Never Underestimate a Caffarelli by Melanie Milburne

Posted May 20, 2016 by Mrs Giggles in 3 Oogies, Book Reviews, Genre: Contemporary / 0 Comments

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Never Underestimate a Caffarelli by Melanie Milburne
Never Underestimate a Caffarelli by Melanie Milburne

Harlequin Mills & Boon, £3.49, ISBN 978-0-263-90052-1
Contemporary Romance, 2013


Never Underestimate a Caffarelli gives this impression that it is written by someone with only a passing familiarity with occupational and physical therapy. Well, normally, that’s fine as I am not expecting a textbook here, but things can get a bit meta when the hero Raoul Caffarelli accuses the physical therapist heroin Lily Archer of being a fraud, and I can only look at her methodology – as described by the author – and go, “Hmm, I can see where the hero is coming from.”

Not that Raoul is a learned man. He’s a moron, but then again, he’s in good company. Everyone’s a moron here, and the moron factor reaches a degree high enough that the whole thing becomes hilarious to read.

You may have come across Lily in many other contemporary romances before. She has scars on her body, and she was molested and humiliated by her brother’s friend after drinking too much, so the experience drives her to avoid all physical contact with men ever since. She also wears dowdy clothes and looks as plain as possible, because she knows that no man will ever love her due to those scars. That’s basically her defining personality in this story – she’s a hot babe, but those scars and her melted goo of a psyche all make her constantly bleat that she knows she will never ever be loved so it is so horrible as she loves Raoul, et cetera.

Naturally, she is told by her boss to go service Raoul – well, that’s not a dirty sentence, but she sleeps with him anyway, so yes, maybe it can be a dirty sentence after all. Lily is like, oh no, not a man, please not a man, but alas, her mother needs money ASAP so she can’t say no. How sad.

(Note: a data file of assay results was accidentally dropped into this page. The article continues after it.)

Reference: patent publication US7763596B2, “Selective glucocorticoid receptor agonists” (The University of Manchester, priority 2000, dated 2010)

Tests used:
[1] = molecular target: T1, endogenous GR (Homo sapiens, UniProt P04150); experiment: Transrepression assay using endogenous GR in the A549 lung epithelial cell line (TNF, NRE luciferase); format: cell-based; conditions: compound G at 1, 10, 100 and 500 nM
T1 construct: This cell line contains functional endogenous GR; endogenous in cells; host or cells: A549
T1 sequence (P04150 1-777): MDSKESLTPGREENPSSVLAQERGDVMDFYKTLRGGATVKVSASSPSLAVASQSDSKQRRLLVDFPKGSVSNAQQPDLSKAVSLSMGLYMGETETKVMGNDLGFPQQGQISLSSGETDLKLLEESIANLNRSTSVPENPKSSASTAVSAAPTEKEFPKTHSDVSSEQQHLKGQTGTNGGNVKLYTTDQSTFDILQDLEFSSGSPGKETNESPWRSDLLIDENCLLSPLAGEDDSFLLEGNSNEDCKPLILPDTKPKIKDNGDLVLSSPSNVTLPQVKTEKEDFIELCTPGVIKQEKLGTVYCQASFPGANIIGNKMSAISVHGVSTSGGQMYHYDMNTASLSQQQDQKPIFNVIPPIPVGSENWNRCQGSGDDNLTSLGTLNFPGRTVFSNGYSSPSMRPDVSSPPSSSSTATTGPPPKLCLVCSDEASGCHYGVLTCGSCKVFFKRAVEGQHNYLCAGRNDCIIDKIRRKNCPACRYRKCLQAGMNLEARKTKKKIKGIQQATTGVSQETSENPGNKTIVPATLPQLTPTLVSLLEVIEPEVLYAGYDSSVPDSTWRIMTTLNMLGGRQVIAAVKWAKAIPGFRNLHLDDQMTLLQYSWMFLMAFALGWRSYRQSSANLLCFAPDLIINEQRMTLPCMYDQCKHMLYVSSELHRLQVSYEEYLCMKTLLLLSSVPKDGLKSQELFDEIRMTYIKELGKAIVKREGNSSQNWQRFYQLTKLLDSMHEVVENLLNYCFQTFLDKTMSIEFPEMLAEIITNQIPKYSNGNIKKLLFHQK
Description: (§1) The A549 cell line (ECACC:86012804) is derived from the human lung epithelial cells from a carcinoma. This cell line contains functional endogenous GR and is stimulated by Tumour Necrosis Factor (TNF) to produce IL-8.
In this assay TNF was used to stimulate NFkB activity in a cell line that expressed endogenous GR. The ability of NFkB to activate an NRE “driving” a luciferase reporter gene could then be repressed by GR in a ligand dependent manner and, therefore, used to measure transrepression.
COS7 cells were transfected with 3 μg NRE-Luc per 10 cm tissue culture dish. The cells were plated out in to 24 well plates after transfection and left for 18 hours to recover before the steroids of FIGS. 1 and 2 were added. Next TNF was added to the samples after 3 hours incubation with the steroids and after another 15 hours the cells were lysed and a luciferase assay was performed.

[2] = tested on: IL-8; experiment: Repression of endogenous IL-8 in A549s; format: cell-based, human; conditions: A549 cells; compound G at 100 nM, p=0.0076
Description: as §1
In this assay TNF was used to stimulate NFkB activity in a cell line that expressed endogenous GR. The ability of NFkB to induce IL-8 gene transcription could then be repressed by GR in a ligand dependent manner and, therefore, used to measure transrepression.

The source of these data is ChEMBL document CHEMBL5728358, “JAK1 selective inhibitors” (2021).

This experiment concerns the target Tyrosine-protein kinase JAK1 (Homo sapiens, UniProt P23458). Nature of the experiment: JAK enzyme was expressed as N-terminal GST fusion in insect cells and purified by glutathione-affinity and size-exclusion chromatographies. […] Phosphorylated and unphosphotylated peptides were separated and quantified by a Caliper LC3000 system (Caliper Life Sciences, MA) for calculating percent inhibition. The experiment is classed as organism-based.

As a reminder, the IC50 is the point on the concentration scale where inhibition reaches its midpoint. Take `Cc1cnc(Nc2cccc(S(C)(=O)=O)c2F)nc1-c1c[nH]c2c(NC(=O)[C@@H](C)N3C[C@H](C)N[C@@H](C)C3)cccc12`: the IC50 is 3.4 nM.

Meanwhile, despite the fact that Lily famously treated a sheikh’s daughter, Raoul is convinced anyway that Lily is a fraud. Why? He just knows. Maybe his testicles are psychic; maybe they heat up when he’s in the presence of a whore or something. When Lily shows up dressed in the London equivalent of a burqa, Raoul is certain that she’s just hiding her beauty just to tempt him into lowering his defenses around her. He knows, he knows! She wants his money, his body, his rear end, his pinkie toe, and the lint in his navel, so he will be on red alert around her! Oh, and he wants to get well and overcome that wheelchair woe he is currently stuck in, but he will get to walk again BY HIMSELF. He doesn’t need help from any woman! I wish I’m kidding especially about that part where he refuses all therapy because he will somehow will himself to walk again, but alas, this is what is written here.

He tells her that she is free to go away, since the contract states that she, or rather, her employer will still get to retain a large sum of money if she bails on him. Isn’t that what she wanted – no contact with a man? Instead of bailing like he requested, Lily decides that she’d stay instead. Why? Because she doesn’t want the reputation of the company she works for to suffer! Don’t you like this delightful darling, who finds any excuses to keep the story going? Of course, her decision only makes him more suspicious. He knows it – she wants his penis and his fame and his money! Sneaky tart!